December 6, 2021
By: Lyat Avidor Peleg
A Look Backward – and Forwards – at Process Manufacturing 2021/2022
While 2020 was a truly unprecedented year, the past 12 months have been no less tumultuous. The problems that appeared in 2020 didn’t disappear with the new year, plus new challenges arose as the world reopened. Changes are still reverberating across various industries and geographies, and process manufacturing plants are coping with how to respond.
Interestingly, it seems the pandemic itself is no longer considered the biggest threat to industry, although new variants mean that the economic landscape hasn’t settled. Multi-pronged issues that were sparked and/or accelerated by the pandemic are top of the agenda for most manufacturing companies. The reaction to the pandemic is still underway.
The State of Process Manufacturing 2022
The outlook for process manufacturing over the next year or so is generally positive. Deloitte’s projections anticipate GDP growth in manufacturing to average around 4.1% for 2022, which is a record high. The Conference Board, which is a leading non-profit organization for economic forecasting, similarly predicts that world growth will expand at an average rate of 3.9% in 2022; with growth across all mature economies expected to rise by 3.9%.
For the US and China, both leading global economies, 2022 is likely to bring fast growth at rates slightly above normal – 3.8% and 5.5% respectively – through 2026, with growth expected to fall back to normal levels starting in 2027.
While the global outlook is optimistic, there’s still a range of growth rates expected across different geographies and industries.
Process Manufacturing in Europe
According to reporting from the EU, and as shown in the table below, industrial production in that area rose by 1.4% in July 2021, compared with the previous month, and total production levels are now 1% above those of February 2020, the month before COVID-19 hit Europe.
Most countries in the EU have regained their losses, and either returned to or surpassed pre-COVID production levels.
Process Manufacturing in the US
The outlook is generally positive in the US as well. The National Association of Manufacturers’ report for Q2 2021 shows a 4th consecutive quarterly rise in market optimism among participants, with executives feeling more optimistic about future revenues than they did in Q1 2019, the previous high.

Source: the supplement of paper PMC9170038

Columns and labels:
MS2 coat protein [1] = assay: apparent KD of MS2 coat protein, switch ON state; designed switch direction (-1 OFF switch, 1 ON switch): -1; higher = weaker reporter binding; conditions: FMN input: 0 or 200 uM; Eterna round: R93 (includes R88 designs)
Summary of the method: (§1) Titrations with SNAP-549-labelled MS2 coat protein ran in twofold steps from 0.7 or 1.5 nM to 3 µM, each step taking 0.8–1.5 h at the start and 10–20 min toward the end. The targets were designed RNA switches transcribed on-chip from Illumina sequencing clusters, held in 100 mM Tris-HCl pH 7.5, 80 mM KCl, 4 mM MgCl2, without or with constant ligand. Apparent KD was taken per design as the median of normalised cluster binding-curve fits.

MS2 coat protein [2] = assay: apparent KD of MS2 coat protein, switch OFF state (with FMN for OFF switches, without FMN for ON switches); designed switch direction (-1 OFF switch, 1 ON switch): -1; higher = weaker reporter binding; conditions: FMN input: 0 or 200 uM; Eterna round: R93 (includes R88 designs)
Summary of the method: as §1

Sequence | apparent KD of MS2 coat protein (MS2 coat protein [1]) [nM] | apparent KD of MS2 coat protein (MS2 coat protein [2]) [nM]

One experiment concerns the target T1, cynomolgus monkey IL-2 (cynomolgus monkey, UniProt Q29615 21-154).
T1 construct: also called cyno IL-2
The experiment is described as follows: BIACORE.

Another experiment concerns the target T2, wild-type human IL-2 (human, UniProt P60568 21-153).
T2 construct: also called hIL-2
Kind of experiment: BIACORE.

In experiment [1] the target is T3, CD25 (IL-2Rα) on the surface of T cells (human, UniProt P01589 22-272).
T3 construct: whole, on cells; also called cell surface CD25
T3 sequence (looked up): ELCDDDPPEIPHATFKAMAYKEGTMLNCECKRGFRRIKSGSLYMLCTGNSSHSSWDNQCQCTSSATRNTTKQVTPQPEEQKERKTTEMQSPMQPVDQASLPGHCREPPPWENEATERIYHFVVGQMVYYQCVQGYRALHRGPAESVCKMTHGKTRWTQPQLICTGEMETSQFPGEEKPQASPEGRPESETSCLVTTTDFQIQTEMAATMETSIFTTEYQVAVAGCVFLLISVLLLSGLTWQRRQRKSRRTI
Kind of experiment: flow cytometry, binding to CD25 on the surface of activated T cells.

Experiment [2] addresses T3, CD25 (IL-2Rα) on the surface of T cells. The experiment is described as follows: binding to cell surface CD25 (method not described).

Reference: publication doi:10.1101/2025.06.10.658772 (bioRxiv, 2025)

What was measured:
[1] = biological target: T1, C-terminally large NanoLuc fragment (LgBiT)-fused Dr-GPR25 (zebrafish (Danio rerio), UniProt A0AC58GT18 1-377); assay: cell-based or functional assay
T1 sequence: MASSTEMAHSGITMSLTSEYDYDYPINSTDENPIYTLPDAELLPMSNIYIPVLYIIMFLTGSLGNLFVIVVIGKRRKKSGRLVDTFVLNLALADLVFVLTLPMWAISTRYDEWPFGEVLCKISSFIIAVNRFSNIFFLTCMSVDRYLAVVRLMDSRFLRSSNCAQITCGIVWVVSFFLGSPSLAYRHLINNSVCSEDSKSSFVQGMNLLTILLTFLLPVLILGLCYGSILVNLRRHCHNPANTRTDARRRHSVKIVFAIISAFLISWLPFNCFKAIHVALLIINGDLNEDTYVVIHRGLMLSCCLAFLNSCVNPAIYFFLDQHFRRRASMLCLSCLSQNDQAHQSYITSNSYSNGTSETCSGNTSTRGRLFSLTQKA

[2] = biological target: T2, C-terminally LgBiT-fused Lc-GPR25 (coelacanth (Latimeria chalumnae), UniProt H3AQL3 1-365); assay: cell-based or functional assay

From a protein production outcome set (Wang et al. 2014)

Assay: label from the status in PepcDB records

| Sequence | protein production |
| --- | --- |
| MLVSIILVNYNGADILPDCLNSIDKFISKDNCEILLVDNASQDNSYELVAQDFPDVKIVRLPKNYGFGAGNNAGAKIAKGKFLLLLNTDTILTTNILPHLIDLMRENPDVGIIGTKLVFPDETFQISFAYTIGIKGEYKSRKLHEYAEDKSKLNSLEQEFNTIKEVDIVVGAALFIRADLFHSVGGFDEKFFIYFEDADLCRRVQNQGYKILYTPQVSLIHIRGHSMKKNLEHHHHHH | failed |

Among survey respondents, 48.5% said their revenues had recovered by the end of the first quarter of 2021; 75% anticipate that revenues will be back to pre-pandemic levels by the end of 2021; and a total of 88.7%, or close to 9 out of every 10 companies, expect to have returned to pre-pandemic levels by the end of 2022.
Process Manufacturing in China
As reported by the United Nations Industrial Development Organization (UNIDO), thanks to its swift and strong response to the outbreak, 2020 saw process manufacturing in China bounce back faster than anywhere else, with the country returning to a YOY growth rate of 9.4% and regaining its pre-crisis growth trajectory by Q4 2020.
UNIDO noted that emerging and developing economies such as those in Southeast Asia recovered relatively fast, while more industrialized countries took longer to bounce back.
Growth Variations Between Process Manufacturing Verticals
This year’s economic recovery benefited all manufacturing industries to some extent, with the EU reporting that total industrial production from manufacturing verticals increased by 8.3% overall between July 2020 and July 2021. Nonetheless, there have been broad variations between different vertical industries, as depicted in the graph below.
While most industries saw at least some growth in the 12 months between July 2020 and July 2021, pharmaceutical production outstripped every other vertical, rising by more than 30%. At the other end of the spectrum, metal ore mining, motor vehicles and trailer production, and clothes manufacturing contracted at rates of -9.9 %, -9.0%, and -4.6% respectively.
Threats to Ongoing Manufacturing Growth
This rosy prospect is not guaranteed. A number of threats remain which could undermine growth, including the pace of digital transformation which is likely to dictate the path of recovery.
Deloitte warns about ongoing high risks and instability, notably due to labor shortages, supply chain disruptions, and the rising prices of raw materials, as well as repeated COVID-19 variants, cyber attacks, and worries about tax rises and climate change.
In a similar vein, the Conference Board notes that global supply chain issues, labor issues, and poor tech investments are the biggest risks to growth in the markets, and a survey by the National Association of Manufacturers (NAM) found that rising costs for raw materials, labor shortages, and supply chain challenges are the top 3 concerns worrying manufacturing executives.
A couple of more minor, but nonetheless significant, issues that manufacturers are still grappling with include a rise in demands for sustainability and the ongoing issue of resilience. Deloitte reports that 95% of manufacturing executives expect their organizations will invest more in ESG areas in 2022 than in 2021.
Resilience was pushed even further into the spotlight in 2021, as plants had to pivot swiftly from zero to high demand, and many needed to add product lines and/or change their offering.
Digital Transformation Is the Foundation Stone for Success in 2022
As widely observed, the pandemic triggered an enormous acceleration in digital transformation in the process manufacturing industries and beyond. Craig Hayman, CEO of AVEVA, summed it up thus, “What a year it has been! We’ve seen five years of digital transformation in this sector.”
A KPMG study reported that 96% of CEOs in the manufacturing industry speeded up digitization projects following the outbreak of COVID-19.
The Harvard Business Review (HBR) found that close to 40% of manufacturers have increased CapEx in Q2 of 2021, and more than half have kept it steady, with most investments earmarked for digital transformation.
Nor has the wave of digitalization slowed down. Those lagging behind are working to catch up with the frontrunners, while the leaders are uncovering new use cases and applications for new technologies, and building upon the changes they already made to introduce more advanced tools and processes.